DNA Origami - Applications and Studies

Applications and Studies

Many potential applications have been suggested in the literature, including enzyme immobilization, drug carry capsules, and nanotechnological self-assembly of materials. Though DNA is not the natural choice for building active structures for nanorobotic applications, due to its lack of structural and catalytic versatility, several papers have examined the possibility of molecular walkers on origami and switches for algorithmic computing. The followings list some of the reported applications conducted in the laboratories with clinical potential.

  • Researchers at the Harvard University Wyss Institute reported the self-assembling and self-destructing drug delivery vessels using the DNA origami in the lab tests. The DNA nanorobot they created is an open DNA tube with a hinge on one side which can be clasped shut. The drug filled DNA tube is held shut by DNA aptamer, configured to identify and seek certain diseased related protein. Once the origami nanobots get to the infected cells, the aptamers break apart and release the drug. The first disease model the researchers used was leukemia and lymphoma.
  • Researchers in the National Center for Nanoscience and Technology in Beijing and Arizona State University reported a DNA origami delivery vehicle for Doxorubicin, a well-known anti-cancer drug. The drug was non-covalently attached to DNA origami nanostructures through intercalation and a high drug load was achieved. The DNA-Doxorubicin complex was taken up by human breast adenocarcinoma cancer cells (MCF-7) via cellular internalization with much higher efficiency than doxorubicin in free form. The enhancement of cell killing activity was observed not only in regular MCF-7, more importantly, also in doxorubicin-resistant cells. The scientists theorized that the doxorubicin-loaded DNA origami inhibits lysosomal acidification, resulting in cellular redistribution of the drug to action sites, thus increasing the cytotoxicity against the tumor cells.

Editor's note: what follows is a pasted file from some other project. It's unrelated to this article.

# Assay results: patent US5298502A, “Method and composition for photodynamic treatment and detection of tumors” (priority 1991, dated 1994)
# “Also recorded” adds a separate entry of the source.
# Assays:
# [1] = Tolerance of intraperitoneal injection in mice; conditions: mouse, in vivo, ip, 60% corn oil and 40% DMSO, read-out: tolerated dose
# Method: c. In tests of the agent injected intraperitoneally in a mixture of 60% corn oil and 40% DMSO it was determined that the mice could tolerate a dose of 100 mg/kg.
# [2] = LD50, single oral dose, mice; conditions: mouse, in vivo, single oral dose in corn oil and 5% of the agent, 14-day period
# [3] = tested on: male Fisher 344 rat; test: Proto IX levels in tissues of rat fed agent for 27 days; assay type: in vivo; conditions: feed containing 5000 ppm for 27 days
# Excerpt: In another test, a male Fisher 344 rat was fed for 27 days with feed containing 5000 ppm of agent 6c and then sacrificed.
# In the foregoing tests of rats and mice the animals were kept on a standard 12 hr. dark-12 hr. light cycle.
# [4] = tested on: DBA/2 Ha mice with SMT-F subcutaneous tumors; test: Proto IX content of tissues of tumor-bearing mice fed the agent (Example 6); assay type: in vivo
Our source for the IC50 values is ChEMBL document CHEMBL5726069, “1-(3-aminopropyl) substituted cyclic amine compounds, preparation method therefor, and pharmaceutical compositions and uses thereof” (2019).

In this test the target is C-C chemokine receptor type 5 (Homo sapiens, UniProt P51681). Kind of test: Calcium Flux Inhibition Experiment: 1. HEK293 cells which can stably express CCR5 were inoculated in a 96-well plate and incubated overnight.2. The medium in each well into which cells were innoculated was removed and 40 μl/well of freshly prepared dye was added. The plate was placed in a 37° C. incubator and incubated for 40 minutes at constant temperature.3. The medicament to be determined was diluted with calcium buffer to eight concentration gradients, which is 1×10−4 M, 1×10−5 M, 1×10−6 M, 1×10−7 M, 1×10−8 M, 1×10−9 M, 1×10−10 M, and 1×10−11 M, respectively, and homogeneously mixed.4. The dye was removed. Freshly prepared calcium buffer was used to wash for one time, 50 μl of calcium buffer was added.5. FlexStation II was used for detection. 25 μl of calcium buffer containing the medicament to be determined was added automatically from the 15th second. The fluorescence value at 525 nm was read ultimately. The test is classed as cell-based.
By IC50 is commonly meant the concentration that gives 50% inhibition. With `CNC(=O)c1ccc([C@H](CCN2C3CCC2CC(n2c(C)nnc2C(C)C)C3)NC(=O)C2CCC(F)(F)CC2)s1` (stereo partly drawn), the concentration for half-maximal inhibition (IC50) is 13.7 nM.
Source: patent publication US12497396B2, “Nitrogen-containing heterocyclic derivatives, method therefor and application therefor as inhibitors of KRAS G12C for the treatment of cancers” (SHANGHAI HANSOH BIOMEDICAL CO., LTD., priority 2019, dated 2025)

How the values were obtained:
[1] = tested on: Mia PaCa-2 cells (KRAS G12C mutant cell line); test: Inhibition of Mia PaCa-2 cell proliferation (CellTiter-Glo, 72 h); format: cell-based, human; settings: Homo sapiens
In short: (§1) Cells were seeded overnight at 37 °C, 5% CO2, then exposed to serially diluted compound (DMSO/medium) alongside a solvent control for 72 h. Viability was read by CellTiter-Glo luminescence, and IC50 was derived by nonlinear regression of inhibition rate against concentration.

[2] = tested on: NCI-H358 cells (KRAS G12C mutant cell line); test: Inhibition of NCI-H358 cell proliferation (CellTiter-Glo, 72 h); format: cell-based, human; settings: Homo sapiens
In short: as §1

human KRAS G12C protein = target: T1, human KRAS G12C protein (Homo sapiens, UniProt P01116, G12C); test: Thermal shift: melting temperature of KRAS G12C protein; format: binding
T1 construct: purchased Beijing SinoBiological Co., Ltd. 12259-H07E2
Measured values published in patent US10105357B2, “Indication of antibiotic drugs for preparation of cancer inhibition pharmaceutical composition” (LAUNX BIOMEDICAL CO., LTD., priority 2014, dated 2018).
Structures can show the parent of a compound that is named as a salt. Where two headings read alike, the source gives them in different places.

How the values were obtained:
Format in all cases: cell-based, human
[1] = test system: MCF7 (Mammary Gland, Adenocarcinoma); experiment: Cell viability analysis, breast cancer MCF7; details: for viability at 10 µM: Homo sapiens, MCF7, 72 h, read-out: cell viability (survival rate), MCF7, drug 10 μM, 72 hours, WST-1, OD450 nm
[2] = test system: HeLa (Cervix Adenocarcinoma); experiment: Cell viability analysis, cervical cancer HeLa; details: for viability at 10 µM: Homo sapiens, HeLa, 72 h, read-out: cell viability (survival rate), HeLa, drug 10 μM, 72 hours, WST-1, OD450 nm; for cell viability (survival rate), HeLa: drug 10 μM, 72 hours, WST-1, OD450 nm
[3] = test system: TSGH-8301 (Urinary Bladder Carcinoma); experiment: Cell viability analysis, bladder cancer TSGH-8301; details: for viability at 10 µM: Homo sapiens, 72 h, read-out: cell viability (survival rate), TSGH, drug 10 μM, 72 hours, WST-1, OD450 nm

Read more about this topic:  DNA Origami

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